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Jenkins v. Polysciences, Inc.

United States District Court, E.D. Pennsylvania

April 2, 2017

RAYMOND JENKINS
v.
POLYSCIENCES, INC.

          MEMORANDUM RE: MOTION TO DISMISS

         I. Introduction

         Plaintiff Raymond Jenkins brings this action against defendant Polysciences, Inc. (“Defendant”) for alleged discriminatory termination of employment. Plaintiff's Complaint (ECF 1, “Compl.”) contains two Counts:

(1) Race discrimination, pursuant to Title VII of the Civil Rights Act of 1964 (“Title VII”), 42 U.S.C. § 2000e-2; and
(2) Age discrimination, pursuant to the Age Discrimination in Employment Act (“ADEA”), 29 U.S.C § 623.

         Before the Court now is Polysciences' Motion to Dismiss Plaintiff's Complaint under Federal Rule of Civil Procedure 12(b)(6) (ECF 3, “Def.'s Mot.”). For the reasons explained below, Polysciences' Motion will be GRANTED without prejudice.

         II. Factual Background

         The following facts are taken from the Complaint, and are accepted as true for purposes of the pending motions. See Fed.R.Civ.P. 12(b)(6); United States Express Lines, Ltd. V. Higgins, 281 F.3d 383, 388 (3d Cir. 2002). Plaintiff is an African-American male and is at least sixty-six years of age. (Compl., ¶¶ 8-9). Plaintiff began employment with Polysciences as a Lab Technician in August of 2000. (Id. ¶ 7). Throughout his employment with Polysciences, Plaintiff alleges that he observed Caucasian and younger employees receive promotions and transfers to better positions, while Plaintiff was not offered similar opportunities to advance. (Id. ¶¶ 12-15). In addition, Plaintiff alleges that he was paid less than Caucasian and younger employees, and, while Caucasian and younger employees received a Christmas bonus, Plaintiff did not. (Id. ¶ 16-18). Plaintiff alleges that he was not awarded a Christmas bonus because of “mistakes” he made, but that the Caucasian and/or younger employees who did receive the Christmas bonus “made more or the same or similar mistakes[.]” (Id. ¶ 19).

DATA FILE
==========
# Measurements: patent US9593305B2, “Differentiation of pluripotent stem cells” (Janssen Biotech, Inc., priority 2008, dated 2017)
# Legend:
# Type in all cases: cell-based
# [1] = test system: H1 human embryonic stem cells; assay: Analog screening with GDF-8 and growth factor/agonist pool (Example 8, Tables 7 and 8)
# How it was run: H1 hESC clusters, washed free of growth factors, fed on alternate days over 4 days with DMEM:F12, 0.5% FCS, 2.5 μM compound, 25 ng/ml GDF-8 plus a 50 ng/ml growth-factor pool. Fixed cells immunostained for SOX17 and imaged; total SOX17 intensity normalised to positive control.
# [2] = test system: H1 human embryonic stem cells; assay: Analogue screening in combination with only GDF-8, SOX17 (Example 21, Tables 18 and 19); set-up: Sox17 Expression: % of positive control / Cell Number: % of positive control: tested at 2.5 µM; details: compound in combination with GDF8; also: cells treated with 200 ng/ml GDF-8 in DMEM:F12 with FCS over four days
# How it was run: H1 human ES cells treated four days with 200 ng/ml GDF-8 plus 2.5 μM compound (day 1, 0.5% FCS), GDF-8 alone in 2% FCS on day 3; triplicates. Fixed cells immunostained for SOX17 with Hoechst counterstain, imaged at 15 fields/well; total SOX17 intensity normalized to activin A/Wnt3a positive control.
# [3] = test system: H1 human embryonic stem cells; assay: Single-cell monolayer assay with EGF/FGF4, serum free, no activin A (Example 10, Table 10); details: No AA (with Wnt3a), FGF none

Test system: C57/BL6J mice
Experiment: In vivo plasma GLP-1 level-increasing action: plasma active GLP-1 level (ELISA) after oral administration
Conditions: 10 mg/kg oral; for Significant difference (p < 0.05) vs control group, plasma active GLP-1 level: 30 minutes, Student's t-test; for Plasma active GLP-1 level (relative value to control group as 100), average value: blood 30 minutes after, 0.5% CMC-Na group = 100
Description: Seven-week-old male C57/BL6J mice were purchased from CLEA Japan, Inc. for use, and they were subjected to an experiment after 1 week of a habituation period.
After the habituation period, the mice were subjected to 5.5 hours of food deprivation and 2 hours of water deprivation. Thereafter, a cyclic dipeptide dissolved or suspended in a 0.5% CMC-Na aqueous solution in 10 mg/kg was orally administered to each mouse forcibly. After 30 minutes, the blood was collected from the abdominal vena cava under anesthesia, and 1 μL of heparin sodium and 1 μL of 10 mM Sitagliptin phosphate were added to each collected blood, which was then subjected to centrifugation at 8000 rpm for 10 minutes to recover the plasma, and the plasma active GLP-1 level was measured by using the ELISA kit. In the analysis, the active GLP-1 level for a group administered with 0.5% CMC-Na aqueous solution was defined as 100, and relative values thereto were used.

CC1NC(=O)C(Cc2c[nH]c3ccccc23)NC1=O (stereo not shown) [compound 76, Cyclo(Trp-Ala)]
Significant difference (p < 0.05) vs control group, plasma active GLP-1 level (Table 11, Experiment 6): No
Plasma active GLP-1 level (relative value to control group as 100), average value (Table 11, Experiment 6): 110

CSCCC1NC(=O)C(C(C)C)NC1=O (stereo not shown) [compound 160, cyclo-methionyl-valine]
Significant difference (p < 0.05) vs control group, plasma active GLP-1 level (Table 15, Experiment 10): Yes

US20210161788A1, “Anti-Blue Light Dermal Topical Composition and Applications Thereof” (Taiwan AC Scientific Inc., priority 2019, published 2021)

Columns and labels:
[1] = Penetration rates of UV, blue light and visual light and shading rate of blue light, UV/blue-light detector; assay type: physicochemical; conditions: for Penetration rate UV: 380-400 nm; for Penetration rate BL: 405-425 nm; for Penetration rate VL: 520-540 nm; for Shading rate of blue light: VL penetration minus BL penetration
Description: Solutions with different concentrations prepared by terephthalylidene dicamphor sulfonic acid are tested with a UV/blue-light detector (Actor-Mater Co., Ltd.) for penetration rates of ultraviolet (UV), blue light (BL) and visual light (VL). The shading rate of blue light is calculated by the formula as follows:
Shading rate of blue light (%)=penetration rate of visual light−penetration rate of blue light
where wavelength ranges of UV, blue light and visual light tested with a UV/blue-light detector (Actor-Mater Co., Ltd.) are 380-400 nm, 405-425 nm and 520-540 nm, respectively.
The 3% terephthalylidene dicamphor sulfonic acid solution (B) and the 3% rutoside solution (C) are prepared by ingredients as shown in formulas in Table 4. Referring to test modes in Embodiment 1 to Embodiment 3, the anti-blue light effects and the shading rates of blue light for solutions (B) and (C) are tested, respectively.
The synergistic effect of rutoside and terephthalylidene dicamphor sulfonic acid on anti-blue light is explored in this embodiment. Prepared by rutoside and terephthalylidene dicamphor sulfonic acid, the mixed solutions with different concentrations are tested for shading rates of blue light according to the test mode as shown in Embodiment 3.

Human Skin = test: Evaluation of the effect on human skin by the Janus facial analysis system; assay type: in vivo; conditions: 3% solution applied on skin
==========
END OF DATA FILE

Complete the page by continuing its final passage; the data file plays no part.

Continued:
In February 2016, Plaintiff was given the responsibility of training a “younger, Caucasian employee.” (Id. ¶ 21). In the course of training this employee, Plaintiff “had a verbal argument” with him “at the warehouse.” (Id. ¶ 21). A day later, Plaintiff was informed by the Human Resources department that “he had attempted to instigate a physical altercation with the younger Caucasian employee, ” which Plaintiff denied. (Id. ¶ 22).

         Plaintiff was terminated by Polysciences for “intimidation” in February 2016, and his responsibilities were “distributed among Caucasian and younger employees”. (Id. ¶¶ 22; 24-25, 28). Although Polysciences has a “progressive disciplinary policy” that disciplines employees “in stages, ” Plaintiff “was terminated with no prior progressive discipline.” (Id. ¶ 23-24). The younger, Caucasian employee involved in the dispute was not terminated. (Id. ¶ 26).

         III. Procedural History & Jurisdiction

         Soon after Plaintiff's termination, Plaintiff filed a timely complaint and charge of discrimination with the Equal Employment Opportunity Commission (“EEOC”) for both race and age discrimination. (Id. ¶ 6). Following receipt of a Notice of Right to Sue from the EEOC, Plaintiff filed the instant Complaint. (Id. ¶ 6). On January 24, 2017, Polysciences filed a Motion to Dismiss, alleging that Plaintiff failed to exhaust his administrative remedies with the EEOC[1] and that Plaintiff also failed to state a claim for race or age discrimination (See Def's Mot.). Plaintiff filed an Opposition to Defendant's Motion on February 7, 2017 (ECF 4, “Pl.'s Opp'n”), to which Defendant filed a Reply on February 8, 2017. (ECF 5, “Def.'s Reply”).

         This Court has jurisdiction pursuant to 28 U.S.C. § 1331, and venue is proper pursuant to 28 U.S.C § 1441(a).

         IV. Legal Standard

         To survive a motion to dismiss under Federal Rule of Civil Procedure 12(b)(6), a complaint must contain sufficient factual allegations that “state a claim to relief that is plausible on its face.” Bell Atlantic Corp. v. Twombly,550 U.S. 544, 570 (2007). A complaint will satisfy this threshold test for facial plausibility if “the plaintiff pleads factual content that allows the court to draw the reasonable inference that the defendant is liable for the misconduct alleged.” Ashcroft v. Iqbal,556 U.S. 662, 678 (2009). “Threadbare recitals of the elements of a cause of action, supported by mere conclusory statements, do not suffice.” Id. at 678. While all factual ...


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